Anne Curry is Emeritus Professor of Medieval History at the University of Southampton, where she was also Dean of the Faculty of Humanities from 2010 to 2018. She is a past president of The Historical Association and past chair of The Battlefields Trust, and has also served as Trustee of the Royal Armouries. She is Master elect of the Worshipful Company of Fletchers. She has published many books and articles on the Hundred Years War, and especially on the battle of Agincourt, which draw heavily on records in The National Archives. She edited the Parliament Rolls of Medieval England and co-directed the Gascon rolls project ( as well as a database of late medieval soldiers (

The event is free to members but guests are welcome to attend for £5 (+ booking fee) per head. The £5 ticket price will be refundable against the cost of membership. Please log in as a member and navigate to The Talks Programme to see the booking link.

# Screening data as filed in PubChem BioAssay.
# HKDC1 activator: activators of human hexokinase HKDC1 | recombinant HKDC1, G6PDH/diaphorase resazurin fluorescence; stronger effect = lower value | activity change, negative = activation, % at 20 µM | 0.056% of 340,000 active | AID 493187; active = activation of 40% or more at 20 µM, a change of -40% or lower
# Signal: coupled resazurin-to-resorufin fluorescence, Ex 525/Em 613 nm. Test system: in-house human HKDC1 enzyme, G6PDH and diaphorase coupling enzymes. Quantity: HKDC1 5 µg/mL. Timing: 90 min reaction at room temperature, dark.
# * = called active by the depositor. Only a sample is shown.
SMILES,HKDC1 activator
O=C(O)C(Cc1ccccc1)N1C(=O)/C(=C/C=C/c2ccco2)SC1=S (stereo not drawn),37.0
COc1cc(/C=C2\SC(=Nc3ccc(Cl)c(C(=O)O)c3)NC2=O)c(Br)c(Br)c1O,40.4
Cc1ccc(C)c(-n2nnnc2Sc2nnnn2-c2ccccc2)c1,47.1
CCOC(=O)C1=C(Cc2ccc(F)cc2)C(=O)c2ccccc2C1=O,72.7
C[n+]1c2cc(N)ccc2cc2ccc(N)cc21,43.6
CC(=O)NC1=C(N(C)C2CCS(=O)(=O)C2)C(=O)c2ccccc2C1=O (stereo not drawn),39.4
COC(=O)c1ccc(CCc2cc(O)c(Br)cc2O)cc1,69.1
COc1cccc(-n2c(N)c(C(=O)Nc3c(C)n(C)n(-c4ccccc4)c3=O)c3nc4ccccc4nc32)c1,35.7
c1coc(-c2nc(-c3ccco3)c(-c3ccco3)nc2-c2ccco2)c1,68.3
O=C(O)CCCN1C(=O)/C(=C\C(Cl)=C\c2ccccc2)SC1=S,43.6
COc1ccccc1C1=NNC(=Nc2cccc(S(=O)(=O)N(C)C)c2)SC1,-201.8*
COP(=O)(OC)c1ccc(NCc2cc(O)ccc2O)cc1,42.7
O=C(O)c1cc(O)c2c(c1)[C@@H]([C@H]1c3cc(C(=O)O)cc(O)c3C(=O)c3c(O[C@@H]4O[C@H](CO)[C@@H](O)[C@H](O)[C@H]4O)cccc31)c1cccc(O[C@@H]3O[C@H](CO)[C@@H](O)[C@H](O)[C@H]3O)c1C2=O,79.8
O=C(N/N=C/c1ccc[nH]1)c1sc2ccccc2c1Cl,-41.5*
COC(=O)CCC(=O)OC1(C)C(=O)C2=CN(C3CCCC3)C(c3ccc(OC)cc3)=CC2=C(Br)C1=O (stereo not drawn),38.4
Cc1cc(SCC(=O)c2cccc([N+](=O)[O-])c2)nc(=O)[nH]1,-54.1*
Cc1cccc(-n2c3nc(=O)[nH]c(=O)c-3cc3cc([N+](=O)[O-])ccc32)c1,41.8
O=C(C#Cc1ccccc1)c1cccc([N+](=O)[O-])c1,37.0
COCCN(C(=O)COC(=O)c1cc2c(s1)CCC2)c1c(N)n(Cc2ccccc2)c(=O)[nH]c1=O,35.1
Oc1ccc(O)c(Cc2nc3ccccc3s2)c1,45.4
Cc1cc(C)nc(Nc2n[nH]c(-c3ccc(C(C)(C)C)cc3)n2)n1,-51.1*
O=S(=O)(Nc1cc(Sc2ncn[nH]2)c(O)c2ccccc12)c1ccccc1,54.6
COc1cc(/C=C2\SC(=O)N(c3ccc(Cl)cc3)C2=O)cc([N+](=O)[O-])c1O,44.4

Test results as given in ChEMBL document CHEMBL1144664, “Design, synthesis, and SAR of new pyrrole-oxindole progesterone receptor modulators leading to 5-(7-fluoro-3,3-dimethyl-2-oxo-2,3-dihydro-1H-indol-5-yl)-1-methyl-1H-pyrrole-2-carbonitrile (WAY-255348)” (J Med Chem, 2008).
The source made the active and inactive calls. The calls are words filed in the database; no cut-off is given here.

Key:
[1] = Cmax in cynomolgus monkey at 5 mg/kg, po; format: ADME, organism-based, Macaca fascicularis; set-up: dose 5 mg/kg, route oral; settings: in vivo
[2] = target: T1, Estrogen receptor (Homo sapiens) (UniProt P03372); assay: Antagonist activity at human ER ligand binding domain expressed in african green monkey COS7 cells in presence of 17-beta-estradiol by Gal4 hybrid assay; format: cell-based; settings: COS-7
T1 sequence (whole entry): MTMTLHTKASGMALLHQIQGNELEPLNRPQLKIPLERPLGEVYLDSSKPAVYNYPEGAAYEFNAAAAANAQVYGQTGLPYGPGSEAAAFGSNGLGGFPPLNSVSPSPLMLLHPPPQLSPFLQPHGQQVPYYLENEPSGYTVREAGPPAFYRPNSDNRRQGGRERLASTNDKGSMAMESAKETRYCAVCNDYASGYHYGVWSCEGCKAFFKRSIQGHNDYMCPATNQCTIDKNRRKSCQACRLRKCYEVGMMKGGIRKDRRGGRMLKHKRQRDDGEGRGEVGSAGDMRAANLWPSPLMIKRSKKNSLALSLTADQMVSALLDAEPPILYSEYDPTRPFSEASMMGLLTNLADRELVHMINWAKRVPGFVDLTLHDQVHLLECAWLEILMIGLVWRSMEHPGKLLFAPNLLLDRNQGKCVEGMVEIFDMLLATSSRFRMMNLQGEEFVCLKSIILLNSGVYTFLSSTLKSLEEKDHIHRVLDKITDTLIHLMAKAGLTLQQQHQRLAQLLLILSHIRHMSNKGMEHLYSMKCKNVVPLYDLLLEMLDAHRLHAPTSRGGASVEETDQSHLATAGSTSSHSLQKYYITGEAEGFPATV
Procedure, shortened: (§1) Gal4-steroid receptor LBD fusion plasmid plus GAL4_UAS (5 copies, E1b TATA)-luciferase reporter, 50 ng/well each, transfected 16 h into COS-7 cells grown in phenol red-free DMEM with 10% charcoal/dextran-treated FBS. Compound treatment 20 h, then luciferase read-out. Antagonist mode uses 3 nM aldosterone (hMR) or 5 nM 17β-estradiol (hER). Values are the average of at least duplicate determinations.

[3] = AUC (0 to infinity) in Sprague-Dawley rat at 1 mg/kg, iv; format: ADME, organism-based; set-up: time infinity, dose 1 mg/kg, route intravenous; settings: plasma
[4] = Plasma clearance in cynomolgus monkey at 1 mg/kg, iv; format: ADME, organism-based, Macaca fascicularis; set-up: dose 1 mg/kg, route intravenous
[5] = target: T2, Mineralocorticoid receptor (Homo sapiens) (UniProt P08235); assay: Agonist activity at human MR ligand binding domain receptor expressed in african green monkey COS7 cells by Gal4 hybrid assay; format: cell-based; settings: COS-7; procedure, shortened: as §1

Friends’ Event – Talk on 11 May 2021 – Stephen Taylor

Jack Tar’s Own Story

The common seaman was crucial in Britain’s rise to prosperity and expansion up to the Industrial Revolution. From crossing the globe in voyages of exploration to trading with India and China, and taking part in the naval battles that established command of the oceans, Jack Tar held the nation’s destiny in his calloused hands. Despite being witness to major historical events, Jack’s own story was largely untold.

Come along to hear Stephen Taylor tell that story as he challenges the assumption that sailors, as commoners of their time, must have have been illiterate. His talk is based on his book, Sons of the Waves, in which sailors’ memoirs and letters as well as archival records are used to tell the story. It is that of proud and spirited men, learned in their own fashion, who had robust opinions and the courage to challenge overweening authority.

In his talk the author will not only give us a picture of Jack’s role in our maritime past but also explain how he used documents at The National Archives to help him confirm the veracity of seafaring tales, some of which appeared on initial reading to be absurdly far-fetched.

Stephen Taylor is a former journalist, foreign correspondent and the author of eight books, of history, biography and travel.

Friends’ Event – Talk on 6 April 2021 – Dr Helen Fry

The Secret Service for Escape and Evasion in WWII